Lauren Witzke, a conservative activist who has promoted the baseless QAnon conspiracy theory, won the Delaware Republican Senate primary on Tuesday despite opposition from the state party.
The Daily Beast's Will Sommer noted that Witzke has promoted a QAnon hashtag. She also went to an event wearing a QAnon shirt, "making her the second QAnon supporter to win a Republican Senate nomination this cycle" alongside Oregon's Jo Rae Perkins.
Witzke, who worked as an Iowa campaign operative for President Donald Trump, tried to distance herself from the inane conspiracy theory during the campaign.
She told the Associated Press that she "stopped promoting QAnon months earlier" and now claims to believe it is "mainstream psyops to get people to 'trust the plan' and not do anything."
"I certainly think it's more hype than substance," she told the outlet.
Despite Witzke's attempt to downplay her ties to the conspiracy theory, some Republican voters backed her specifically because of her support for QAnon.
"She is a supporter of them, and so am I," 18-year-old Dover student Maggie Kosior told the AP. "They're condemning the right people, I think."
QAnon is a conspiracy theory based on "clues" dropped online by a would-be government insider called "Q" about the "deep state" and an alleged child trafficking ring involving Trump's political opponents. It has been labeled a domestic terrorism threat by the FBI.
She vowed during the campaign to push to ban immigration to the U.S. for 10 years and to support legislation to "incentivize marriage and child-bearing" while opposing any restriction on guns.
Despite supporting Demartino in the primary, Delaware GOP Chairwoman Jane Brady told Delaware Public Media that the party now fully supports Witzke.
Witzke will face Sen. Chris Coons, D-Del., who easily won his primary with 73% of the vote and is the heavy favorite in November.
Perkins, who won the Oregon Senate primary, is also widely expected to lose in her race against Sen. Jeff Merkley, D-Ore.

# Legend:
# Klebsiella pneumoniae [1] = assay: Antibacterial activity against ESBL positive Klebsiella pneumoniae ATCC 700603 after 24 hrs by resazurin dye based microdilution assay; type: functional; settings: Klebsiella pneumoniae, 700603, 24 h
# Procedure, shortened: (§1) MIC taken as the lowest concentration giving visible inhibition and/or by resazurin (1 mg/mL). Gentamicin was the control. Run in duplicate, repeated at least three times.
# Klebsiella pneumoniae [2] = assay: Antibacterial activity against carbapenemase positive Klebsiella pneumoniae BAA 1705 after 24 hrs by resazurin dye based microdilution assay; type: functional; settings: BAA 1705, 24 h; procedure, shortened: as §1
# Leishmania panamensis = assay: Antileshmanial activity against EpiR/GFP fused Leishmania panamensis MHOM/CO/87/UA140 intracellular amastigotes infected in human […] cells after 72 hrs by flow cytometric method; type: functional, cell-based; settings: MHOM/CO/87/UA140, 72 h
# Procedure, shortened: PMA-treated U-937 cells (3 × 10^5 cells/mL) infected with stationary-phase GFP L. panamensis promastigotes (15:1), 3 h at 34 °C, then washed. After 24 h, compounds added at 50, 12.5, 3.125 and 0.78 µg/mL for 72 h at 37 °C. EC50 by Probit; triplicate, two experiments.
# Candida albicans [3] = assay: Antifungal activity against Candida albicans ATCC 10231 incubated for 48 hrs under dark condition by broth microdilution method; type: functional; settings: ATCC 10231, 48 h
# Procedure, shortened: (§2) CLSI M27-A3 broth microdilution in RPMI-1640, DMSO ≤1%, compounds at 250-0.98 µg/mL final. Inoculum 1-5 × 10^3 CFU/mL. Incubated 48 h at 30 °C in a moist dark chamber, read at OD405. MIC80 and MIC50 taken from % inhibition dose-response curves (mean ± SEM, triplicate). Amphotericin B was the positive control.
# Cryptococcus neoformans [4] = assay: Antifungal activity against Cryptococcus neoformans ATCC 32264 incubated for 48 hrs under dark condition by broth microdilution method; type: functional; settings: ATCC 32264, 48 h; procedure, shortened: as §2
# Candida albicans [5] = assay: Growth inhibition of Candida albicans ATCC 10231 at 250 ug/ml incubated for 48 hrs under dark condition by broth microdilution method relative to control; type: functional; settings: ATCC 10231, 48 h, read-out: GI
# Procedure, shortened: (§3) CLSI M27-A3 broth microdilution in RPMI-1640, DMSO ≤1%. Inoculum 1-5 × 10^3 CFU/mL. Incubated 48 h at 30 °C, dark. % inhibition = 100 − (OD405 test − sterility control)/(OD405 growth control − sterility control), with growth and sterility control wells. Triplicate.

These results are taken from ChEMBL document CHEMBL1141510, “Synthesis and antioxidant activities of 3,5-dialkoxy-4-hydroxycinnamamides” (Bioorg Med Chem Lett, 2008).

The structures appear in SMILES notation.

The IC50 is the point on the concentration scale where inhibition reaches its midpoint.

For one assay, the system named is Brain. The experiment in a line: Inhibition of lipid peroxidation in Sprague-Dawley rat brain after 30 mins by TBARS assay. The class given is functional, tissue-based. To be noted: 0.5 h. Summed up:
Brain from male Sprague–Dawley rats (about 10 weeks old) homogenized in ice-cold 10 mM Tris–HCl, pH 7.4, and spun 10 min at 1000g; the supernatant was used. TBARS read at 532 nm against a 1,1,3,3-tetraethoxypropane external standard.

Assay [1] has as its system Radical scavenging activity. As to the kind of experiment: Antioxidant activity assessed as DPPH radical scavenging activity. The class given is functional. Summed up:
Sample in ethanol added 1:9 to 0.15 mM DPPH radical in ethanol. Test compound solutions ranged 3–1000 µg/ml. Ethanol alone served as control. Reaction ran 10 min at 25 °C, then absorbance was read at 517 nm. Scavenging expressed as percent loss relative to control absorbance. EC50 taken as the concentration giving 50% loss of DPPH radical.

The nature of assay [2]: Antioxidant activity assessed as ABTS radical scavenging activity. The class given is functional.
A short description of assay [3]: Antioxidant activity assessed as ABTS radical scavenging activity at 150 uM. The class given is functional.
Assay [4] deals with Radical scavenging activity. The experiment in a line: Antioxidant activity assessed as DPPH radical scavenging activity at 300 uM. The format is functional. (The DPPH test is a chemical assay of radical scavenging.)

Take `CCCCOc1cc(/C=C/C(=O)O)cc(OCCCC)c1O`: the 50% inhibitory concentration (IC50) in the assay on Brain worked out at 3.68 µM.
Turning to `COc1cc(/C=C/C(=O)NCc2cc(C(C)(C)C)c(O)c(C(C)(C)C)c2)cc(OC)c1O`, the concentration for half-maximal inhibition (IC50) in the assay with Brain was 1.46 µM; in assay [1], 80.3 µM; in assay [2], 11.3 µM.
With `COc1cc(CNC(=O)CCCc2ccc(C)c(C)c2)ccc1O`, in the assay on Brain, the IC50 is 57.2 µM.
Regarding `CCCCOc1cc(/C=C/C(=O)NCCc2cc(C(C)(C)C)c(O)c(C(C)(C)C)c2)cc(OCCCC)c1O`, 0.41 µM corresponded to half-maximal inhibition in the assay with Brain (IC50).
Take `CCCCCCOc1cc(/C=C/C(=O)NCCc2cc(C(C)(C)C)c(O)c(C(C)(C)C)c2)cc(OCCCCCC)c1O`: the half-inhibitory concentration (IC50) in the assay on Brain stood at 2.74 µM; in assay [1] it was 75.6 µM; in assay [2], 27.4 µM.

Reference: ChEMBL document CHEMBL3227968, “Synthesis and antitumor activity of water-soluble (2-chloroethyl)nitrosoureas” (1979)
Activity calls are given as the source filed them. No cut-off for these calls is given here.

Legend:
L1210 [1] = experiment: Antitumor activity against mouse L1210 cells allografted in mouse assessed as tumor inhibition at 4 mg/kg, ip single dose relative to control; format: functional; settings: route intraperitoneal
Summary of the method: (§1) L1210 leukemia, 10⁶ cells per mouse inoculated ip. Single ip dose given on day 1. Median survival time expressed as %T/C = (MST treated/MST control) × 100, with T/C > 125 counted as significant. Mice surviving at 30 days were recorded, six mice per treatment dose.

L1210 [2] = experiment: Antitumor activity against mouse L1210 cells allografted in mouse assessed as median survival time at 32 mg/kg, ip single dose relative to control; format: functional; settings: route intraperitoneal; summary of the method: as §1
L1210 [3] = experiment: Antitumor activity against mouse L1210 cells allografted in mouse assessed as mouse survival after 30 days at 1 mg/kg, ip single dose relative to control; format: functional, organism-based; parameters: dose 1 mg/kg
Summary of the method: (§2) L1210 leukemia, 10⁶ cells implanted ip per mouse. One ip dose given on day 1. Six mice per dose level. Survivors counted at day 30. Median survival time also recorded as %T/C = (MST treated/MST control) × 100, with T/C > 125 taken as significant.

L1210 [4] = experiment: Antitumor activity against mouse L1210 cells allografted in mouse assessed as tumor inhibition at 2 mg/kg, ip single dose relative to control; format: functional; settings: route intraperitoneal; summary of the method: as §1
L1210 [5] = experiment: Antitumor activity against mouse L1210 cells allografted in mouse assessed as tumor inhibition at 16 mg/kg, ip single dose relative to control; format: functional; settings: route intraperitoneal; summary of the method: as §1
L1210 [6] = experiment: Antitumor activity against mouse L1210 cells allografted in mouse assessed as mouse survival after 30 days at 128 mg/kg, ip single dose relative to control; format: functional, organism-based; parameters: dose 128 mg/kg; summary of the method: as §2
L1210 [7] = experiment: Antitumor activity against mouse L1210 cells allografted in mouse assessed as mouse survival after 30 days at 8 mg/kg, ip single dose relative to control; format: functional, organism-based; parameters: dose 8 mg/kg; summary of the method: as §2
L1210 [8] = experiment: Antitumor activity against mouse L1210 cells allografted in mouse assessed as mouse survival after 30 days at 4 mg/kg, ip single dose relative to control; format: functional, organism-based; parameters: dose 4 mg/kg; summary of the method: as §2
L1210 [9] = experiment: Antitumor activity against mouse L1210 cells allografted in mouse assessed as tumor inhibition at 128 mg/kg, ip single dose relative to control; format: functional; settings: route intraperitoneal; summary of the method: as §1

But Congress is expected to add at least one QAnon supporter this election after Marjorie Taylor Greene won a House primary in a heavily-Republican Georgia district despite opposition from party leaders.
Though about 80 candidates — mostly Republican — linked to the QAnon conspiracy theory have run in this year's primaries, most have been unsuccessful, according to Media Matters.
Still, the conspiracy theorists' limited success has alarmed some Republican lawmakers.
Rep. Adam Kinzinger, R-Ill., called on Republican leaders to more forcefully condemn the conspiracy theory.
QAnon "could be Russian propaganda or a basement dweller," he tweeted after Greene's win. "Regardless, no place in Congress for these conspiracies."
Rep. Denver Riggleman, R-Va., introduced a bipartisan bill last month with Rep. Tom Malinowski, D-N.J., which "condemns QAnon and rejects the conspiracy theories it promotes."
"QAnon and the conspiracy theories it promotes are a danger and a threat that has no place in our country's politics," Riggleman said in a statement. "I condemn this movement and urge all Americans to join me in taking this step to exclude them and other extreme conspiracy theories from the national discourse."